Can Dell school Washington on how to break down inefficiencies?

Could the Blizzard of 2010 send a wake up call to Washington about the advantages of telecommuting? Dell is ready to show national leaders how technology can increase efficiency.
Written by Sam Diaz, Inactive

Some Dell executives were in Bay Area yesterday, briefing myself and a handful of others on the latest in the company's global public business efforts, a year-old series of moves by Dell to maintain and grow its presence in the education, government and health care sectors.

We covered a lot of ground during the presentation, talking about the challenges of strapped budgets, the state of schools today and the efforts to help government run more efficiently. The executives stressed that their efforts aren't tied to just selling hardware. With the acquisition of Perot Systems, the company is now equipped to offer support and service offerings, as well. And they're talking to those customers about their needs, their limitations and their frustrations.

Credit: The Washington Post

Credit: The Washington Post

At one point, the conversation shifted and focused on government inefficiency and how some decision-makers not only need to be educated on the technology available but also on how to maximize its usage so that the returns on investment are evident. That's when I remembered a guest post I read on this blog last week that was based on a Washington Post piece about how the federal government pretty much went on a full-scale shutdown following Mother Nature's blizzard pummeling of the region.

What does one have to do with the other? Well, the government shutdown was exactly that - a shut down. A very small percentage of government employees are set up for telecommuting so, even if the employees had access to a computer and a high-speed connection at home, they were unable to do any kind of work there. There's a bit of an anti-telecommute culture in Washington and the Blizzard of 2010 illustrated how that needs to change.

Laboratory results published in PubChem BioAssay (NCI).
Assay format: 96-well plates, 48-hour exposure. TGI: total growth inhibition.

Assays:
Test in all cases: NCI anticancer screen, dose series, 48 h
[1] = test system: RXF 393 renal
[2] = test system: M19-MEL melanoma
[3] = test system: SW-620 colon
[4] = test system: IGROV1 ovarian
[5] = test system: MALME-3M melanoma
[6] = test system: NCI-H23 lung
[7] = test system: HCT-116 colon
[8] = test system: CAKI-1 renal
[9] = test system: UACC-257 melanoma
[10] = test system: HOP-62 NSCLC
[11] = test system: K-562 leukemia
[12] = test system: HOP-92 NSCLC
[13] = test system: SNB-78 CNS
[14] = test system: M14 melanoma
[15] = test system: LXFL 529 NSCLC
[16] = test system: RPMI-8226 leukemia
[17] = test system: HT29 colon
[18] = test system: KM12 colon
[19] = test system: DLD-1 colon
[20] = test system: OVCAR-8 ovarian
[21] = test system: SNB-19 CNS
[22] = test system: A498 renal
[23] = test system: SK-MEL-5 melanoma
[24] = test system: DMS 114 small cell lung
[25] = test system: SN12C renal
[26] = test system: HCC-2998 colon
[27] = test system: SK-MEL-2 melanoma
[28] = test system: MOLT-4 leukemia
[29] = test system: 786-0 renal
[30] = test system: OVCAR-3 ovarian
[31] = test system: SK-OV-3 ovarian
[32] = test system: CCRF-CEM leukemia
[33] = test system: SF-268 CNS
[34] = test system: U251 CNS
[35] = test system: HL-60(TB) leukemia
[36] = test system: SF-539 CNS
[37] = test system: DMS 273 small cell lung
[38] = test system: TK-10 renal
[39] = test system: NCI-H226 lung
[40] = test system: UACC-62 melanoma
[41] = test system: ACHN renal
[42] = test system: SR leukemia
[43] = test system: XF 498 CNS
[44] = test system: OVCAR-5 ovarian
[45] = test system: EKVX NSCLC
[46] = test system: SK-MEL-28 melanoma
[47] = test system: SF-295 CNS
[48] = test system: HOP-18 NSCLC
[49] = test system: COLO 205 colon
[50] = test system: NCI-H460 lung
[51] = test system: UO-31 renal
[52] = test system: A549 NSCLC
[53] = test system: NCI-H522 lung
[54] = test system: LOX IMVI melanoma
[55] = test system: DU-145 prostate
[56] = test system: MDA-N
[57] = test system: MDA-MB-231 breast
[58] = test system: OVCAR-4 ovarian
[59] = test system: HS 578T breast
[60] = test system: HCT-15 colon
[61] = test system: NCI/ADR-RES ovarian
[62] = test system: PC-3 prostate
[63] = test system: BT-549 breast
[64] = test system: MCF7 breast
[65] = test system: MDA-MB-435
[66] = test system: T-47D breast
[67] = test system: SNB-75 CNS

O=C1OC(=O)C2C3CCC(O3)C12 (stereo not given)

Of course, I'm not suggesting that the government jump feet first into cloud computing or that all files be accessible on a mobile phone. The government still has access and privacy concerns within some agencies that makes a telecommuting option impractical. But some of those employees must be able to do some sort of remote work.

It's still not business-as-usual in Washington. A Washington Post report noted early Tuesday that the federal government would be back to 100 percent today - but then the forecast called for a a 30 percent chance of snow today, which means that there's a 30 percent chance that the federal government might not re-open today.

Those of us in Silicon Valley have no business judging anyone who is struggling to get around with 50+ inches of snow on the sides of the roads. An inch or so of rain on California freeways is enough to send us into a tailspin. But, out here in Silicon Valley, we know about things like virtualization and cloud computing as tools that unleash a workforce from the cubicles.

Out in Texas at Dell corporate, they also know about technologies that keep businesses humming when obstacles such as poor weather conditions get in the way. Hopefully, the memory of the Blizzard of 2010 is one of those events that Dell reps can point to when they talk to Washington about breaking down government inefficiencies that cost the taxpayers an estimated $100 million a day.

Imagine how much of that money could have helped schools around the country invest in teachers, money-saving digital textbooks or a new set of kid-friendly laptop computers for classrooms.

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